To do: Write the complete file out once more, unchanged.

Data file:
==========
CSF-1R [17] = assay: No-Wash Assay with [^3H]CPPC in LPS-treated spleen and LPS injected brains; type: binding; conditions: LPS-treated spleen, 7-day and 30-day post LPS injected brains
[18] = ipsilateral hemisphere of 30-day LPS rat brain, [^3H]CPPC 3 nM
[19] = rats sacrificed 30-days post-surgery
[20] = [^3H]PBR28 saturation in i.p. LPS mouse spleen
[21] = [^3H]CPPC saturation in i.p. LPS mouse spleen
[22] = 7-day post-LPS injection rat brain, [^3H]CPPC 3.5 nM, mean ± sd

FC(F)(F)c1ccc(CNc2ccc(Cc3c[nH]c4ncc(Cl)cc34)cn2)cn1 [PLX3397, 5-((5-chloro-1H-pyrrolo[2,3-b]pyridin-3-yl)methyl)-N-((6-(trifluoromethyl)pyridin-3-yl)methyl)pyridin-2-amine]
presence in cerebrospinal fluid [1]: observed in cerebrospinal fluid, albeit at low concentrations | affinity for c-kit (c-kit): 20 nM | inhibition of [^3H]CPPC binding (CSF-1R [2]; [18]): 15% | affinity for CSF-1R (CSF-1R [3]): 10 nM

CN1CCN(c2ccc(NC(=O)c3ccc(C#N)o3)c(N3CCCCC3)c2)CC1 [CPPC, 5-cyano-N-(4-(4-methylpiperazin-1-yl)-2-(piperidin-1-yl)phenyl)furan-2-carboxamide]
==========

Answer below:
CSF-1R [17] = assay: No-Wash Assay with [^3H]CPPC in LPS-treated spleen and LPS injected brains; type: binding; conditions: LPS-treated spleen, 7-day and 30-day post LPS injected brains
[18] = ipsilateral hemisphere of 30-day LPS rat brain, [^3H]CPPC 3 nM
[19] = rats sacrificed 30-days post-surgery
[20] = [^3H]PBR28 saturation in i.p. LPS mouse spleen
[21] = [^3H]CPPC saturation in i.p. LPS mouse spleen
[22] = 7-day post-LPS injection rat brain, [^3H]CPPC 3.5 nM, mean ± sd

FC(F)(F)c1ccc(CNc2ccc(Cc3c[nH]c4ncc(Cl)cc34)cn2)cn1 [PLX3397, 5-((5-chloro-1H-pyrrolo[2,3-b]pyridin-3-yl)methyl)-N-((6-(trifluoromethyl)pyridin-3-yl)methyl)pyridin-2-amine]
presence in cerebrospinal fluid [1]: observed in cerebrospinal fluid, albeit at low concentrations | affinity for c-kit (c-kit): 20 nM | inhibition of [^3H]CPPC binding (CSF-1R [2]; [18]): 15% | affinity for CSF-1R (CSF-1R [3]): 10 nM

CN1CCN(c2ccc(NC(=O)c3ccc(C#N)o3)c(N3CCCCC3)c2)CC1 [CPPC, 5-cyano-N-(4-(4-methylpiperazin-1-yl)-2-(piperidin-1-yl)phenyl)furan-2-carboxamide]